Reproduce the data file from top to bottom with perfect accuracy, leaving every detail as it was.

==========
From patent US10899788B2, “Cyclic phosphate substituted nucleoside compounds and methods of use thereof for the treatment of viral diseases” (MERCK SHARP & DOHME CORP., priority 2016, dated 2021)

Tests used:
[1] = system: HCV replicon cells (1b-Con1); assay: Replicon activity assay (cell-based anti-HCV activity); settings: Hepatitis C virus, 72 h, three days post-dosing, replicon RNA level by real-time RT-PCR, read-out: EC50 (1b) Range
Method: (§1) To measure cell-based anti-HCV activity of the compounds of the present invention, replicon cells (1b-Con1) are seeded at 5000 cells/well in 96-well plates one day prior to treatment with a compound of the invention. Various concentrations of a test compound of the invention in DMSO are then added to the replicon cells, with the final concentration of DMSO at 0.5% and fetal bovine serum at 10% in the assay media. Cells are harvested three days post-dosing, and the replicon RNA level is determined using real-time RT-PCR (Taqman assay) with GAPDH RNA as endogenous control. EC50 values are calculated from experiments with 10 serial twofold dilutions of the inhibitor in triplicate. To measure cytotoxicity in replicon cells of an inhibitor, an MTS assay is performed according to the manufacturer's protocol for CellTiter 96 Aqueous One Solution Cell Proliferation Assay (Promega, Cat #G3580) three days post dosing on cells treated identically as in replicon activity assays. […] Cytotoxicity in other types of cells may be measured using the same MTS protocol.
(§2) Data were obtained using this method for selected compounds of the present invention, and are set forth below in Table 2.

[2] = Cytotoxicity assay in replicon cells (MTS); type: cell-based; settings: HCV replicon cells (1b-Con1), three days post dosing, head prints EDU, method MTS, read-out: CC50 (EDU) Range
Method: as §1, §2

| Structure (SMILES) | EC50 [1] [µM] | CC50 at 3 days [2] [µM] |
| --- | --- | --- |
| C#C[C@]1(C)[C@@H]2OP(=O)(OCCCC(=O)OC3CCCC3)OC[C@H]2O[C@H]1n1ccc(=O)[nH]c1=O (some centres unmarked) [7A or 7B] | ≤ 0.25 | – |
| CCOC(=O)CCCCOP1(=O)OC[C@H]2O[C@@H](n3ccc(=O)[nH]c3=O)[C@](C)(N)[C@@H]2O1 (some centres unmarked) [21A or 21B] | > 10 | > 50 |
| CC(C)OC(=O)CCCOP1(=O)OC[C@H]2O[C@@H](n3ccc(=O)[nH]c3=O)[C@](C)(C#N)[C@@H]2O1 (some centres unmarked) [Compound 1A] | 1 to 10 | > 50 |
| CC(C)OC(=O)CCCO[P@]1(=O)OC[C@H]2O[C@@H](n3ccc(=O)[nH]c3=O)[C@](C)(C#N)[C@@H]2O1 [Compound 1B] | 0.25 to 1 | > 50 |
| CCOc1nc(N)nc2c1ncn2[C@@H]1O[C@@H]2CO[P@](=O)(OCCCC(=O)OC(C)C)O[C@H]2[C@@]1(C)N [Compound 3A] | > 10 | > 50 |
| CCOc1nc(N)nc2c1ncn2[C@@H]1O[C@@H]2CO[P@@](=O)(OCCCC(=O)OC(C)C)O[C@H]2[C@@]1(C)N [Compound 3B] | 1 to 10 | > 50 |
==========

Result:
From patent US10899788B2, “Cyclic phosphate substituted nucleoside compounds and methods of use thereof for the treatment of viral diseases” (MERCK SHARP & DOHME CORP., priority 2016, dated 2021)

Tests used:
[1] = system: HCV replicon cells (1b-Con1); assay: Replicon activity assay (cell-based anti-HCV activity); settings: Hepatitis C virus, 72 h, three days post-dosing, replicon RNA level by real-time RT-PCR, read-out: EC50 (1b) Range
Method: (§1) To measure cell-based anti-HCV activity of the compounds of the present invention, replicon cells (1b-Con1) are seeded at 5000 cells/well in 96-well plates one day prior to treatment with a compound of the invention. Various concentrations of a test compound of the invention in DMSO are then added to the replicon cells, with the final concentration of DMSO at 0.5% and fetal bovine serum at 10% in the assay media. Cells are harvested three days post-dosing, and the replicon RNA level is determined using real-time RT-PCR (Taqman assay) with GAPDH RNA as endogenous control. EC50 values are calculated from experiments with 10 serial twofold dilutions of the inhibitor in triplicate. To measure cytotoxicity in replicon cells of an inhibitor, an MTS assay is performed according to the manufacturer's protocol for CellTiter 96 Aqueous One Solution Cell Proliferation Assay (Promega, Cat #G3580) three days post dosing on cells treated identically as in replicon activity assays. […] Cytotoxicity in other types of cells may be measured using the same MTS protocol.
(§2) Data were obtained using this method for selected compounds of the present invention, and are set forth below in Table 2.

[2] = Cytotoxicity assay in replicon cells (MTS); type: cell-based; settings: HCV replicon cells (1b-Con1), three days post dosing, head prints EDU, method MTS, read-out: CC50 (EDU) Range
Method: as §1, §2

| Structure (SMILES) | EC50 [1] [µM] | CC50 at 3 days [2] [µM] |
| --- | --- | --- |
| C#C[C@]1(C)[C@@H]2OP(=O)(OCCCC(=O)OC3CCCC3)OC[C@H]2O[C@H]1n1ccc(=O)[nH]c1=O (some centres unmarked) [7A or 7B] | ≤ 0.25 | – |
| CCOC(=O)CCCCOP1(=O)OC[C@H]2O[C@@H](n3ccc(=O)[nH]c3=O)[C@](C)(N)[C@@H]2O1 (some centres unmarked) [21A or 21B] | > 10 | > 50 |
| CC(C)OC(=O)CCCOP1(=O)OC[C@H]2O[C@@H](n3ccc(=O)[nH]c3=O)[C@](C)(C#N)[C@@H]2O1 (some centres unmarked) [Compound 1A] | 1 to 10 | > 50 |
| CC(C)OC(=O)CCCO[P@]1(=O)OC[C@H]2O[C@@H](n3ccc(=O)[nH]c3=O)[C@](C)(C#N)[C@@H]2O1 [Compound 1B] | 0.25 to 1 | > 50 |
| CCOc1nc(N)nc2c1ncn2[C@@H]1O[C@@H]2CO[P@](=O)(OCCCC(=O)OC(C)C)O[C@H]2[C@@]1(C)N [Compound 3A] | > 10 | > 50 |
| CCOc1nc(N)nc2c1ncn2[C@@H]1O[C@@H]2CO[P@@](=O)(OCCCC(=O)OC(C)C)O[C@H]2[C@@]1(C)N [Compound 3B] | 1 to 10 | > 50 |